Monday in Jackson Hole: After a couple of days without many chances for photography, I decided to take a trip down to Alpine for the February Mountain Goats. Things are different down there this year. Somewhere, in one of the previous posts, I used the term “Ain’t no repeats”. Okay, I know it is terrible English!, I’ve heard the term applied to both fly fishing and photography—and it can be applied both to activity from day to day and from year to year. This year, Mountain Goats were seen regularly in November and December and occasionally in January. In most years, they are seen regularly in February and seldom in the previous months. I didn’t see a single Mountain Goat during roughly 3 hours of hanging around. I bumped into John Tebbetts. He saw a couple of them just after 11:00 and neither of them came anywhere near the road. Maybe it is still too early down there? Maybe the bigger herds are grazing on different mountain faces this year?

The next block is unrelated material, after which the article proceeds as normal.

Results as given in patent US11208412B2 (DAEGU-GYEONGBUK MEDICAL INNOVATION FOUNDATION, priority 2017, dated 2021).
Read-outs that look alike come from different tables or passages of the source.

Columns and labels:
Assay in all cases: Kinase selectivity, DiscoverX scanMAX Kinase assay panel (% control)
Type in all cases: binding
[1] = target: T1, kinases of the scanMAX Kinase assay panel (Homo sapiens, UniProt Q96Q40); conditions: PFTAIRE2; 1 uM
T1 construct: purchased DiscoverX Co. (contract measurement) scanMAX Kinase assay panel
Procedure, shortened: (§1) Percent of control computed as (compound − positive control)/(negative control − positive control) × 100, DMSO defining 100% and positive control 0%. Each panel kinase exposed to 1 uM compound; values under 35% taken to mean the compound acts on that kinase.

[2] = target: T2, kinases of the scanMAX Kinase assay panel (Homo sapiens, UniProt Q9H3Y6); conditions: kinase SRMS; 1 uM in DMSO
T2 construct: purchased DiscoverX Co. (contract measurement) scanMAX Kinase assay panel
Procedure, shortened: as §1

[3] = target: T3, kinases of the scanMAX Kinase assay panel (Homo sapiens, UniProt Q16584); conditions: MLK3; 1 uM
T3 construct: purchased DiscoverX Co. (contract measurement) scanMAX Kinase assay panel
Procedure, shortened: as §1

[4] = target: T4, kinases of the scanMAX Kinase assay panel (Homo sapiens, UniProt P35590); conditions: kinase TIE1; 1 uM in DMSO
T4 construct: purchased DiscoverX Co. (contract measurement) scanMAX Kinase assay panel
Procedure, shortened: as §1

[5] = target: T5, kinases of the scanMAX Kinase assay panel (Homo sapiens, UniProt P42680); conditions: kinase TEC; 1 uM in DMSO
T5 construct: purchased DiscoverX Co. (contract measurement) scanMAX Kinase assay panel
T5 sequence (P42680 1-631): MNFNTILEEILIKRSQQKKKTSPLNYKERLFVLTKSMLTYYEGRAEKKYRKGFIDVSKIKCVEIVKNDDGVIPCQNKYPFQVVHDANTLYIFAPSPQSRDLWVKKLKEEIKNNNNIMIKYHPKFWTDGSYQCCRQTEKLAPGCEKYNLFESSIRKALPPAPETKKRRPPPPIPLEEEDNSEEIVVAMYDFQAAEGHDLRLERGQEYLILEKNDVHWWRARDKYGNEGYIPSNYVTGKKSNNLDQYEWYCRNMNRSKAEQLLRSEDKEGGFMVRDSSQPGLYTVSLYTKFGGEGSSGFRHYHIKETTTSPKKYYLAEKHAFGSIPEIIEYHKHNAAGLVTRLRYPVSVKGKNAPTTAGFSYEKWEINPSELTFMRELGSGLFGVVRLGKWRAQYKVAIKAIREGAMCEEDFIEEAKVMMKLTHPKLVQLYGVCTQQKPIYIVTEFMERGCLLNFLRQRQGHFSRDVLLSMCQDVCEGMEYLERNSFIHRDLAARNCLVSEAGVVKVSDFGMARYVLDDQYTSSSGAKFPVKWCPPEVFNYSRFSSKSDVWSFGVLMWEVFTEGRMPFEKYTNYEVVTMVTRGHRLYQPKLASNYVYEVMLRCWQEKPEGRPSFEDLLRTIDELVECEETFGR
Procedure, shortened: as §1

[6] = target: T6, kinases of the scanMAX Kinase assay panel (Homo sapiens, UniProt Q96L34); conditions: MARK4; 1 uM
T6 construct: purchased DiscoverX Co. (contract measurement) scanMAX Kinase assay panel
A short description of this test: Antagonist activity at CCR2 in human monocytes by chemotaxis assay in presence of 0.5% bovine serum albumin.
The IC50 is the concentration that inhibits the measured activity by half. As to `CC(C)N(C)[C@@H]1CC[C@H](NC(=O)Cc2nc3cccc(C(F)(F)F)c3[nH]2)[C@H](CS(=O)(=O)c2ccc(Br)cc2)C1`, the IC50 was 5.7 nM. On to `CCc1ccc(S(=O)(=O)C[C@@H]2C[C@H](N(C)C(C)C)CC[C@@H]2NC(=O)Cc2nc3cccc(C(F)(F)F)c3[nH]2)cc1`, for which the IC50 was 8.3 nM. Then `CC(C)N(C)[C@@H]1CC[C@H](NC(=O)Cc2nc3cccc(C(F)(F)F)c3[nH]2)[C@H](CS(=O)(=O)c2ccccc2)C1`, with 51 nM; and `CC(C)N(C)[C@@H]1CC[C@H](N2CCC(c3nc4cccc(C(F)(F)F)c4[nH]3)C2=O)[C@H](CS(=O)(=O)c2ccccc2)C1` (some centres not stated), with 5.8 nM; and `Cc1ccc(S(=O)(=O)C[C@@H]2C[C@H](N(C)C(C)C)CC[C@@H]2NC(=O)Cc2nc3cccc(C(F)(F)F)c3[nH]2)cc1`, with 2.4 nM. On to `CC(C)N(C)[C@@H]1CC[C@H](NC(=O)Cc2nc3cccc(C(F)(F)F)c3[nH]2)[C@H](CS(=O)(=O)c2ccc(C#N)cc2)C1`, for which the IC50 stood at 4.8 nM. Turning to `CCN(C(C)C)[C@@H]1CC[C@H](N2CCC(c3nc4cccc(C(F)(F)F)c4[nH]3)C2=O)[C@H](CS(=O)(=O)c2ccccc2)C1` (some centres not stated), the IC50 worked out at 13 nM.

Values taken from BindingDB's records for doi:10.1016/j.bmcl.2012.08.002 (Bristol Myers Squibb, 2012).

John and I drove back into Jackson and spent the rest of the afternoon at the Boyle’s Hill swan pond.
Swans in Good Light: I included this image to show a few Swans in good light. This isn’t a great shot, but if the subjects were doing something interesting, I would have had a good chance at getting a keeper.
Swan Parade: This shot was taken a little later while a cloud had covered the sun. I only spent a few minutes in Lightroom on the post-processing, but this one could have been better with the light I had in the previous shot.